[Show abstract][Hide abstract] ABSTRACT: Wnt signaling controls cell specification and fate during development and adult tissue homeostasis by converging on a small family of DNA binding factors, the T-cell factor/lymphoid enhancer factor (TCF/LEF) family. In response to Wnt signals, TCF/LEF members undergo a transcriptional switch from repression to activation mediated in part by nuclear β-catenin binding and recruitment of co-activator complexes. In mammals, the specificity and fine tuning of this transcriptional switch is also achieved by the cell-context-dependent expression of four members (TCF7, TCF7L1, TCF7L2, and LEF1) and numerous variants, which display differential DNA binding affinity and specificity, repression strength, activation potential, and regulators. TCF7/LEF1 variants are generated by alternative promoters, alternative exon cassettes, and alternative donor/acceptor splicing sites, allowing combinatorial insertion/exclusion of modular functional and regulatory domains. In this review we present mounting evidence for the interdependency of TCF7/LEF1 variant expression and functions with cell lineage and cell state. We also illustrate how the p53 and nuclear receptor family of transcription factors, known to control cell fate and to inhibit Wnt signaling, may participate in the fine tuning of TCF7/LEF1 repression/activation potentials.
[Show abstract][Hide abstract] ABSTRACT: PPARγ is a transcription factor important for adipogenesis and adipocyte differentiation. Data from animal studies suggest that PPARγ may be involved in breast tumorigenesis, but results from epidemiologic studies on the association between PPARγ variation and breast cancer risk have been mixed. Recent data suggest that soy isoflavones can activate PPARγ. We investigated the interrelations of soy, PPARγ, and mammographic density, a biomarker of breast cancer risk in a cross-sectional study of 2,038 women who were members of the population-based Singapore Chinese Health Study Cohort.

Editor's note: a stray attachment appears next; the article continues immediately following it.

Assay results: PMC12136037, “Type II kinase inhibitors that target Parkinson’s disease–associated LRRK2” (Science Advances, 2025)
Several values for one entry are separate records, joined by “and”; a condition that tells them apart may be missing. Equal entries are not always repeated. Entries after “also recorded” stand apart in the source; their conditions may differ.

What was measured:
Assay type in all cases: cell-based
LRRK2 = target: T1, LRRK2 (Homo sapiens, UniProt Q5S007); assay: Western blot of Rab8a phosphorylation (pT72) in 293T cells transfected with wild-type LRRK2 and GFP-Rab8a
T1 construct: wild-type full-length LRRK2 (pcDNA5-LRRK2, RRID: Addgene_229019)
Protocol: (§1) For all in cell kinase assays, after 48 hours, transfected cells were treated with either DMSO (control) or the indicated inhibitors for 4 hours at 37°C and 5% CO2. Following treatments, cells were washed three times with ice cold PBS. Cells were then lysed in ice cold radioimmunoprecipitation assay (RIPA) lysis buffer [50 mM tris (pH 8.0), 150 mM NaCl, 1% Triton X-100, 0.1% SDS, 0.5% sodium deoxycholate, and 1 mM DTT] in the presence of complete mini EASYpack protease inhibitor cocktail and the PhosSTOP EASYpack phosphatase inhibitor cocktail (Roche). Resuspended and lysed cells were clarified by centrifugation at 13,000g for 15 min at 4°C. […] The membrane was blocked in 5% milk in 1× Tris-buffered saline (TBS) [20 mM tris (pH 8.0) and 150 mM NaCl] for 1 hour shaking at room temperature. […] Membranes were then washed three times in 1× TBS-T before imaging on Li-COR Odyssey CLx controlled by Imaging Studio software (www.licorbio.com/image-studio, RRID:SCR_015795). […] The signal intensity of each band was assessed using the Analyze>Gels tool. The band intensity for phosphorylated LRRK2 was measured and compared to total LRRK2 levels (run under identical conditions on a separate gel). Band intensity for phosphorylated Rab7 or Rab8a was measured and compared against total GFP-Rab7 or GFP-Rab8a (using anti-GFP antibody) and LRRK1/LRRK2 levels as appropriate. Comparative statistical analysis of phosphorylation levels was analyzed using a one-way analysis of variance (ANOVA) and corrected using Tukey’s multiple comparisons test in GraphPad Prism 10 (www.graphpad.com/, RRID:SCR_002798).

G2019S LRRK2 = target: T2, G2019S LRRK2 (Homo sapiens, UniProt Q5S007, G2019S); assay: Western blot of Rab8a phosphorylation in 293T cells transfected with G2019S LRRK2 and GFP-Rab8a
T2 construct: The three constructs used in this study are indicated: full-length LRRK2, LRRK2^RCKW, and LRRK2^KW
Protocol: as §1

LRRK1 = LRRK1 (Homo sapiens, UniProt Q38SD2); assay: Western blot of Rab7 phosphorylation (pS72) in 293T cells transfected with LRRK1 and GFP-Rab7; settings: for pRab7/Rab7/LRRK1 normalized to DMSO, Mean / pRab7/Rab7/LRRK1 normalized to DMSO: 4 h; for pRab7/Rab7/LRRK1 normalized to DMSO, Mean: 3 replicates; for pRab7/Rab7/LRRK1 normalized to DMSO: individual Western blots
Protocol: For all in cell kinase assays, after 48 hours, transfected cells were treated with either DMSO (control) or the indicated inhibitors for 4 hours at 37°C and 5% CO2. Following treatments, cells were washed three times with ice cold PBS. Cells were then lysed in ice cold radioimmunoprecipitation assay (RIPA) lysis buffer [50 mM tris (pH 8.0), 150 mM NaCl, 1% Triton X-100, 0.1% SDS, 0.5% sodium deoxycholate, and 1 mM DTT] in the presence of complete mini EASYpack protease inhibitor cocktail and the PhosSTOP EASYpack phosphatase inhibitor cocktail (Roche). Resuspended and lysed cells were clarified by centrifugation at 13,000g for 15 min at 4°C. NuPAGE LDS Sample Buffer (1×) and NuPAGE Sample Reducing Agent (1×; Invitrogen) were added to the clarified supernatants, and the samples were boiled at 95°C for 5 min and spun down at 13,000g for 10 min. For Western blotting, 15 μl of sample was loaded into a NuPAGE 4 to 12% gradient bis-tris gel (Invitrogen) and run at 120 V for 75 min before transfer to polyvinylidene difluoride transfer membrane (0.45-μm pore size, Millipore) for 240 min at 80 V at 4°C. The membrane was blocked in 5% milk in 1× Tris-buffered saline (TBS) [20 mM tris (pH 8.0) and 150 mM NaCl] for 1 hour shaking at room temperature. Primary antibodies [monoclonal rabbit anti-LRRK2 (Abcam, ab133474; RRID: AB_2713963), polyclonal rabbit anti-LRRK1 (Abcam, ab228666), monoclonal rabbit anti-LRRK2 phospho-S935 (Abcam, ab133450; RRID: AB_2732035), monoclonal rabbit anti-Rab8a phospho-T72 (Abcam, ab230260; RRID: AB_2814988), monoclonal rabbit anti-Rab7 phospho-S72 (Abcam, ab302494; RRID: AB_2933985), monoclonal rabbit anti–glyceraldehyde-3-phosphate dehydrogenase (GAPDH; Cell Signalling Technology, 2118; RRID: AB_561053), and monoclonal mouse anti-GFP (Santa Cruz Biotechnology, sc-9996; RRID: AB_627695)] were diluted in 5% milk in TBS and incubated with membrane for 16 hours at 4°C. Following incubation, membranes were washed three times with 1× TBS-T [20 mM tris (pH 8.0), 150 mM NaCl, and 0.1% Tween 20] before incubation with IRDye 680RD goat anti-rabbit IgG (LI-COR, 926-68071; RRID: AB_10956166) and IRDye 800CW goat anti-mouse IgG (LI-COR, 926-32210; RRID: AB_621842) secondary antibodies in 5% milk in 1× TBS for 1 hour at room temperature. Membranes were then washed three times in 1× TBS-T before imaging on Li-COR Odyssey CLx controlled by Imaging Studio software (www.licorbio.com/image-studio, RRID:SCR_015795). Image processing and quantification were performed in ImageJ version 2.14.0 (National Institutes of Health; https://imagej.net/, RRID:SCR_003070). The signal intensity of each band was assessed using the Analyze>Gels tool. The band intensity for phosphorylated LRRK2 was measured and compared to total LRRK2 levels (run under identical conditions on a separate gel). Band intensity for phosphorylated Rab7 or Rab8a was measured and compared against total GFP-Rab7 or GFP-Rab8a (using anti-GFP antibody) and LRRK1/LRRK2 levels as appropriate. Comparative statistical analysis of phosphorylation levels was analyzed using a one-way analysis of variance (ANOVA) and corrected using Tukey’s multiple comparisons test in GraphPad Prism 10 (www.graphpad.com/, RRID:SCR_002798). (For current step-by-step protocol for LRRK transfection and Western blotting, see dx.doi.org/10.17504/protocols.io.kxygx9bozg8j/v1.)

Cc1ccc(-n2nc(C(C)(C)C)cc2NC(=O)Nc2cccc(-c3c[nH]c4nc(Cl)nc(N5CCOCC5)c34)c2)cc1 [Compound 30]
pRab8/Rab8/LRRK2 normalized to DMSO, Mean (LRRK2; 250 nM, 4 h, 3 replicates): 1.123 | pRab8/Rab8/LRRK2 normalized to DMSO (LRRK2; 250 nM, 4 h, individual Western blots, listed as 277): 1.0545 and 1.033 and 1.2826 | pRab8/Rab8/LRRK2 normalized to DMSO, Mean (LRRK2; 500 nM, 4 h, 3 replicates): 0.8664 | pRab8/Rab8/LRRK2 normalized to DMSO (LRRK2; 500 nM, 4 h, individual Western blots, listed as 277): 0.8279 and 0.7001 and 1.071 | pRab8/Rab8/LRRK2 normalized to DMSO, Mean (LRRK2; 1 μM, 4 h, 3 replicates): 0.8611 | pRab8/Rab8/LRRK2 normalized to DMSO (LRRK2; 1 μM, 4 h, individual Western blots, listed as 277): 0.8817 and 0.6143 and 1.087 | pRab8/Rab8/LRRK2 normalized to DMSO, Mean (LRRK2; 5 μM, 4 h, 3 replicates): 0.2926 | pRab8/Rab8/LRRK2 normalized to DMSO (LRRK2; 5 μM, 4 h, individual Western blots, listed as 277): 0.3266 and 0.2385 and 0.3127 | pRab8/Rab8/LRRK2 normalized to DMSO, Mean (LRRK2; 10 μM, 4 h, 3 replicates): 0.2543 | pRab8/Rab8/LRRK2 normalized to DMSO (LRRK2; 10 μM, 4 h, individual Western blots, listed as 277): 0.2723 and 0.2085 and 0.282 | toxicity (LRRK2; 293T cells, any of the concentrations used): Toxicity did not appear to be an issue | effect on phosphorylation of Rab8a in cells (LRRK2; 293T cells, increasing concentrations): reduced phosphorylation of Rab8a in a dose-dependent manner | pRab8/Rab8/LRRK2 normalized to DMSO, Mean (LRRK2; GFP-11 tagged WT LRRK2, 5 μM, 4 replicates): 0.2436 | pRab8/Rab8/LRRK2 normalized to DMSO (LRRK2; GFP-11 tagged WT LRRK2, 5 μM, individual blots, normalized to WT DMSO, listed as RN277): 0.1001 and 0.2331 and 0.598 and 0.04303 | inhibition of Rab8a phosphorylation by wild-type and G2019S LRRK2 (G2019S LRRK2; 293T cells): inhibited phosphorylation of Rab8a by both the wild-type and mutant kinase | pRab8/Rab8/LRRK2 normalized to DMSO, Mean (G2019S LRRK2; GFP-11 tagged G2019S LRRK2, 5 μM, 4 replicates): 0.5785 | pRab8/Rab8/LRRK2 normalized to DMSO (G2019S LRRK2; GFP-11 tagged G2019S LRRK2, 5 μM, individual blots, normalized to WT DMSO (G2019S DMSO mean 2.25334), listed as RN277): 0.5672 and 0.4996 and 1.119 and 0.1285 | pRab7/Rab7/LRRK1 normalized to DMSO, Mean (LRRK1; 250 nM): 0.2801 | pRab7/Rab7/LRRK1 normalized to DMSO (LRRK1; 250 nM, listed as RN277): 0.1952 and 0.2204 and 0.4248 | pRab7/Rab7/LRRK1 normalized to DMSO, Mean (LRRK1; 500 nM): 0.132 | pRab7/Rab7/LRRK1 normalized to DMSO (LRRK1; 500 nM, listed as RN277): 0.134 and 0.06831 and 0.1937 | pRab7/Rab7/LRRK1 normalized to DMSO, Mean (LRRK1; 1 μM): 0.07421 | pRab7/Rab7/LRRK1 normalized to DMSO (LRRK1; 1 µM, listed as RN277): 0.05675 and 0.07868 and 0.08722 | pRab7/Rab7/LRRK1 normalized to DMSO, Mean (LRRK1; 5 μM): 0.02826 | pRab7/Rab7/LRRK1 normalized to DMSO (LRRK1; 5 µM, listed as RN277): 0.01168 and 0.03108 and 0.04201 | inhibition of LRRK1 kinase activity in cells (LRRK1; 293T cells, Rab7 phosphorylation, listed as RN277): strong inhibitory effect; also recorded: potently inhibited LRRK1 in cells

We assessed mammographic density using a computer-assisted method. We used linear regression to examine the association between 26 tagging single-nucleotide polymorphisms (SNP) of PPARγ and their interaction with soy intake and mammographic density. To correct for multiple testing, we calculated P values adjusted for multiple correlated tests (P(ACT)).
Out of the 26 tested SNPs in the PPARγ, seven SNPs were individually shown to be statistically significantly associated with mammographic density (P(ACT) = 0.008-0.049). A stepwise regression procedure identified that only rs880663 was independently associated with mammographic density which decreased by 1.89% per-minor allele (P(ACT) = 0.008). This association was significantly stronger in high-soy consumers as mammographic density decreased by 3.97% per-minor allele of rs880663 in high-soy consumers (P(ACT) = 0.006; P for interaction with lower soy intake = 0.017).
Our data support that PPARγ genetic variation may be important in determining mammographic density, particularly in high-soy consumers.
Our findings may help to identify molecular targets and lifestyle intervention for future prevention research.